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Settling down time following initial sitting and its relationship with comfort and discomfort

Cascioli, V., Liu, Z., Heusch, A.I. and McCarthy, P.W. (2011) Settling down time following initial sitting and its relationship with comfort and discomfort. Journal of Tissue Viability, 20 (4). pp. 121-129.

Link to Published Version: http://dx.doi.org/10.1016/j.jtv.2011.05.001
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Abstract

This study examined the subjective rating of wheelchair comfort and discomfort (numerical rating scale questionnaire) and the duration of objective in-chair movement reduction "settling down time" following initial contact with the seating surface. Healthy young subjects (n = 22) sat for 5 min on contoured foam or wood cushion surfaces fitted to otherwise identical wheelchairs. Force sensing resistors attached to each quadrant of the sitting interface measured the relative movements of the subjects over time. A significant correlation was found between settling down time (SDT) and reported leg/feet discomfort (p = 0.003; correlation co-efficient = 0.44); and a significant negative correlation was found between SDT and overall comfort (p = 0.015; correlation co-efficient = -0.36). When comparing cushion surfaces: SDT was significantly longer (p < 0.0001) for subjects sitting on wood (5.8 s) compared to contoured foam (3.9 s); Leg/feet discomfort was significant higher (p = 0.007) for subjects sitting on wood (1.1 out of 10) compared to contoured foam (0.3 out of 10); Overall discomfort was significant higher (p = 0.009) for subjects sitting on wood (1.3 out of 10) compared to contoured foam (0.5 out of 10); Comfort was significantly lower (p = 0.001) for subjects sitting on wood (6.5 out of 10) compared to contoured foam (8.3 out of 10); Support was significantly lower (p = 0.001) for subjects sitting on wood (6.4 out of 10) compared to contoured foam (8 out of 10). The results of this study suggest that the shape and firmness of the surface at the buttock-wheelchair interface can affect a subject's SDT following initial contact with the seat as well as their perception of comfort and discomfort. In addition, there appears to be a relationship between longer SDT's and increased discomfort ratings, and shorter SDT's and increased comfort ratings. Therefore, testing for SDT's may be useful in the indirect objective assessment of wheelchair cushions and possibly other types of seating surfaces with design differences that aim to improve comfort and minimize discomfort.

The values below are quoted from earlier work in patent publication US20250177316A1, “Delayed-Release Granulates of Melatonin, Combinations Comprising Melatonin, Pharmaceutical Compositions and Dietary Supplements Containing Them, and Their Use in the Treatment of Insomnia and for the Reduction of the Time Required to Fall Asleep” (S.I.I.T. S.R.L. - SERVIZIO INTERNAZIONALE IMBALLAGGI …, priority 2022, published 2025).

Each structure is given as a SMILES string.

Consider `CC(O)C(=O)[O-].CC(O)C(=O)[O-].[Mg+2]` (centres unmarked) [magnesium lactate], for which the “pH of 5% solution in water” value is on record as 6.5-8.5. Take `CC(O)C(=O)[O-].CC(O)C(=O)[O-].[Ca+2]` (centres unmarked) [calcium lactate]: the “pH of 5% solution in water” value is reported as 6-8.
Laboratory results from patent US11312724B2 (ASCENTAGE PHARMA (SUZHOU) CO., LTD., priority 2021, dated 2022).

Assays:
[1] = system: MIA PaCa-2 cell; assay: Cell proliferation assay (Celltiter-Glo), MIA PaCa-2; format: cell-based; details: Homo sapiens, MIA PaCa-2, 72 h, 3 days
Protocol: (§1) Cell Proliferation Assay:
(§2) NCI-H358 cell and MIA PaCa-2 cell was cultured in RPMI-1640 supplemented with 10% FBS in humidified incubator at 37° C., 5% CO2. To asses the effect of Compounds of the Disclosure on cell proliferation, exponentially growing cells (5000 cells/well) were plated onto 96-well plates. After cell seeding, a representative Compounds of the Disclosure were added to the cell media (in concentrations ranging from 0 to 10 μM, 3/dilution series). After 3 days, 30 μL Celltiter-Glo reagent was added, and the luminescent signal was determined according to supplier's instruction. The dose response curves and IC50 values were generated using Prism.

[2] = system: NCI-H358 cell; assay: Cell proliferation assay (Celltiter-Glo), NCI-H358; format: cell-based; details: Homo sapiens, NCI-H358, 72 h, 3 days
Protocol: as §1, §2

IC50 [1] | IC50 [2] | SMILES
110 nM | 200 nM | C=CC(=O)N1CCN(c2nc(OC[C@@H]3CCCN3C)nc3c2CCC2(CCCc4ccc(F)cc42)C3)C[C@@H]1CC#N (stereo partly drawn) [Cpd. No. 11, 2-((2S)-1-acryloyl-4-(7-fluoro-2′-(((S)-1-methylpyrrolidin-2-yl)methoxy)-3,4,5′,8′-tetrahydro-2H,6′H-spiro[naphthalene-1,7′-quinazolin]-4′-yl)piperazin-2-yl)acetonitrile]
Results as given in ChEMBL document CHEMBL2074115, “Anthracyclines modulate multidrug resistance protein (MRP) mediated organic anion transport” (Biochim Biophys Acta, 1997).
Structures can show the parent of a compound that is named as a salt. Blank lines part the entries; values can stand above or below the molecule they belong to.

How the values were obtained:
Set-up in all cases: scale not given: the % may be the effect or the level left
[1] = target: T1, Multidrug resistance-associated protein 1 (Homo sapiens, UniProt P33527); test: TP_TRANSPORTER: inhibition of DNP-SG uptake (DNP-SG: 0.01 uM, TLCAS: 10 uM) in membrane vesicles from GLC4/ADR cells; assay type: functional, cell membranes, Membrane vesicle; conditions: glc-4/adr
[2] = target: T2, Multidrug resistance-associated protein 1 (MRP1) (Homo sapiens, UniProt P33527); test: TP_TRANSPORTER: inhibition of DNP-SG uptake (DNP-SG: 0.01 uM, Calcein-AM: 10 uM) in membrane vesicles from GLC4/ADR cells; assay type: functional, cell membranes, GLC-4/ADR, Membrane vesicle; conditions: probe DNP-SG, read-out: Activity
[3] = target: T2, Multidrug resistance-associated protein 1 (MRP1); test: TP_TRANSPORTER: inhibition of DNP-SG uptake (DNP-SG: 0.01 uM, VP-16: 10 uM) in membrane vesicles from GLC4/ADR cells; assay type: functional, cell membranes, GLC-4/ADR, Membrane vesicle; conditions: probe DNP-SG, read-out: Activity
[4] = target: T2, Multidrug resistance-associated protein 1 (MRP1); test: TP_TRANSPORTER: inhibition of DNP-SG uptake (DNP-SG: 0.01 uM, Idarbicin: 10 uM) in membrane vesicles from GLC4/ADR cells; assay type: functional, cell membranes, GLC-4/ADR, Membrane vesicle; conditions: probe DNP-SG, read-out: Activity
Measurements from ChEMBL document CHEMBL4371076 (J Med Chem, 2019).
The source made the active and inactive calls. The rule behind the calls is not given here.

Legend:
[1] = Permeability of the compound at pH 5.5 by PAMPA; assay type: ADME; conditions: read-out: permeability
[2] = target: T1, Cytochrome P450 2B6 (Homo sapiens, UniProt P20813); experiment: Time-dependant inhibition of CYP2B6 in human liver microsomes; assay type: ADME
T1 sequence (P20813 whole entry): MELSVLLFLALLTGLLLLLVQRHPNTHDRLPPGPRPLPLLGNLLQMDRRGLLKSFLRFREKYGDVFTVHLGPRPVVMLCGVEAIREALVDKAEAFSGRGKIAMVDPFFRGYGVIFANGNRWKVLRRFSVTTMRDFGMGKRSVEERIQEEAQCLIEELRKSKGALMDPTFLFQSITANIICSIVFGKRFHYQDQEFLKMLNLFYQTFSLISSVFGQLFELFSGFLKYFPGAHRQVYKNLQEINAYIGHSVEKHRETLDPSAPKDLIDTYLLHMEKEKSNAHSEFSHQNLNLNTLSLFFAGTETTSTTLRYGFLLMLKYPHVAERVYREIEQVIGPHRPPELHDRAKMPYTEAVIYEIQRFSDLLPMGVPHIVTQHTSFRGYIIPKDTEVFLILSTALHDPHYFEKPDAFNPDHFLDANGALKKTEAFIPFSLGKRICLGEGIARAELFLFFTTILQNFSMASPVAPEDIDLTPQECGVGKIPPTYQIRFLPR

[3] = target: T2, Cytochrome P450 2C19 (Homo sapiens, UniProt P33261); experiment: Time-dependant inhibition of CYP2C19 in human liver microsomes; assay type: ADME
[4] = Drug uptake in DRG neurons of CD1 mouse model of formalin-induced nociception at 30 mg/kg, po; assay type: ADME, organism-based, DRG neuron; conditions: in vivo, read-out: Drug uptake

Publication Type: Journal Article
Publisher: Elsevier BV
Copyright: 2011 Crown Copyright
URI: http://researchrepository.murdoch.edu.au/id/eprint/5416
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